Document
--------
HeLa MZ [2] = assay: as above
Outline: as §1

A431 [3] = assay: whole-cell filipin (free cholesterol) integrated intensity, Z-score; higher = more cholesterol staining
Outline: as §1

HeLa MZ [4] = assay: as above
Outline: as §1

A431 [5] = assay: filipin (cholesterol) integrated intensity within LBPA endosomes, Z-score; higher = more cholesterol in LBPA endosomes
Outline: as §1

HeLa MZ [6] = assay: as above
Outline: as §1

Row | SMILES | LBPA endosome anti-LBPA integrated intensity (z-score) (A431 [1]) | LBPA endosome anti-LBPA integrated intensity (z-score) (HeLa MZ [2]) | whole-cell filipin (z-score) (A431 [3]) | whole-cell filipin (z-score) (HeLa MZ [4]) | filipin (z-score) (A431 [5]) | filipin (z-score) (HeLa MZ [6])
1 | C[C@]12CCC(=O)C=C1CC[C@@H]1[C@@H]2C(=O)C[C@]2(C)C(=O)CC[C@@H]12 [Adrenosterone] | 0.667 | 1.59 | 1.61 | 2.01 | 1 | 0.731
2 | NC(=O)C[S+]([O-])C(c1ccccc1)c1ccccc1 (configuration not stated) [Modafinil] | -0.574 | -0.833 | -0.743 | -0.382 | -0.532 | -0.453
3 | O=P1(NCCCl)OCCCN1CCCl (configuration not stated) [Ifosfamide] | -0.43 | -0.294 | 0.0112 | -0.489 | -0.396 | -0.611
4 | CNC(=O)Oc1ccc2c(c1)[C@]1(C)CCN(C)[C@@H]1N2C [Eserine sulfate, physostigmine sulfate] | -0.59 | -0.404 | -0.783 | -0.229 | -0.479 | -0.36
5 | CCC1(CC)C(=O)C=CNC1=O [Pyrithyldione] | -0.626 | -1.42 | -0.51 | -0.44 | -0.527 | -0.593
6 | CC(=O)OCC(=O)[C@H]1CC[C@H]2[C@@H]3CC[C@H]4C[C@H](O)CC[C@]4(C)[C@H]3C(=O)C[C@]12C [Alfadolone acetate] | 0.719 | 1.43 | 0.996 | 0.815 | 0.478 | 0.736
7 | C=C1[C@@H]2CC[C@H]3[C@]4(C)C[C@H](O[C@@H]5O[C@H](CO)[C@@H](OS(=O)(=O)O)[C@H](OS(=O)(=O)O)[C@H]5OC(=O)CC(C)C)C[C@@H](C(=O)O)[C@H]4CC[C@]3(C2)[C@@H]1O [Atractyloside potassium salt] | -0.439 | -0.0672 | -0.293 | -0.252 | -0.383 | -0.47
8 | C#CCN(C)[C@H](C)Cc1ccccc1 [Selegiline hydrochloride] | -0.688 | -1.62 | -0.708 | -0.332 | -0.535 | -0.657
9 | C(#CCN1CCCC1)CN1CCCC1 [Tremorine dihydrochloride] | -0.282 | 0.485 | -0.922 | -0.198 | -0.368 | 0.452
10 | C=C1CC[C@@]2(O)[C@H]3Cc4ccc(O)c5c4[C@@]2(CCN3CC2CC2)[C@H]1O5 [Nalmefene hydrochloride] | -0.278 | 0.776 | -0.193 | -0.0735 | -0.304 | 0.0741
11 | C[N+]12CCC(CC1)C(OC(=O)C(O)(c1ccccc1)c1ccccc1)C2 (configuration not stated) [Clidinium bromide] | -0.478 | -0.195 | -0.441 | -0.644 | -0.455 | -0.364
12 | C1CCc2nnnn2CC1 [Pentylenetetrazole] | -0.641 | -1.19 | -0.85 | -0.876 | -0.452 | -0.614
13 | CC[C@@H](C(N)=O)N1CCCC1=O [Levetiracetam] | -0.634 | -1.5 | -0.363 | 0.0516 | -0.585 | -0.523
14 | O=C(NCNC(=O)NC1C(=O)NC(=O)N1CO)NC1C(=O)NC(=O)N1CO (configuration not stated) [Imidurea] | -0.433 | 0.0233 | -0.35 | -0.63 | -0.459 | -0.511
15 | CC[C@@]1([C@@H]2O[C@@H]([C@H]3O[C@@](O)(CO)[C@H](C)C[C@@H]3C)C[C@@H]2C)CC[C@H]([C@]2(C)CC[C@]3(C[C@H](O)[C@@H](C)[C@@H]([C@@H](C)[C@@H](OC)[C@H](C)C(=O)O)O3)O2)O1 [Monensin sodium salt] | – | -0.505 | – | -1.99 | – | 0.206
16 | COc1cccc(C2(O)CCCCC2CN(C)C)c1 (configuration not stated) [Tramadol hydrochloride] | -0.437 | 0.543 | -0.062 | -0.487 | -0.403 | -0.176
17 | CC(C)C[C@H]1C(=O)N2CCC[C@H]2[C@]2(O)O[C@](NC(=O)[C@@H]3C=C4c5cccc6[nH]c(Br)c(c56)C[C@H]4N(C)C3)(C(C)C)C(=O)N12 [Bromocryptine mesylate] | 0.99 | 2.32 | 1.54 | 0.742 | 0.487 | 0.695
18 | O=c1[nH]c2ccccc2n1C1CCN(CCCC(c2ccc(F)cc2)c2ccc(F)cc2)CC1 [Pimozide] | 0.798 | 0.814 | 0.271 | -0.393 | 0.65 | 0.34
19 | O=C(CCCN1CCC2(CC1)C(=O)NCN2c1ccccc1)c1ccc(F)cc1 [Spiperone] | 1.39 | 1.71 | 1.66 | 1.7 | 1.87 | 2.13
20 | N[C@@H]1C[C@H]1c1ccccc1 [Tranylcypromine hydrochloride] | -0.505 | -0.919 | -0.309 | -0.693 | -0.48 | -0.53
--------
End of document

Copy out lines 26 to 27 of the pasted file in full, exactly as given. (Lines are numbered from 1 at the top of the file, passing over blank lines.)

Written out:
15 | CC[C@@]1([C@@H]2O[C@@H]([C@H]3O[C@@](O)(CO)[C@H](C)C[C@@H]3C)C[C@@H]2C)CC[C@H]([C@]2(C)CC[C@]3(C[C@H](O)[C@@H](C)[C@@H]([C@@H](C)[C@@H](OC)[C@H](C)C(=O)O)O3)O2)O1 [Monensin sodium salt] | – | -0.505 | – | -1.99 | – | 0.206
16 | COc1cccc(C2(O)CCCCC2CN(C)C)c1 (configuration not stated) [Tramadol hydrochloride] | -0.437 | 0.543 | -0.062 | -0.487 | -0.403 | -0.176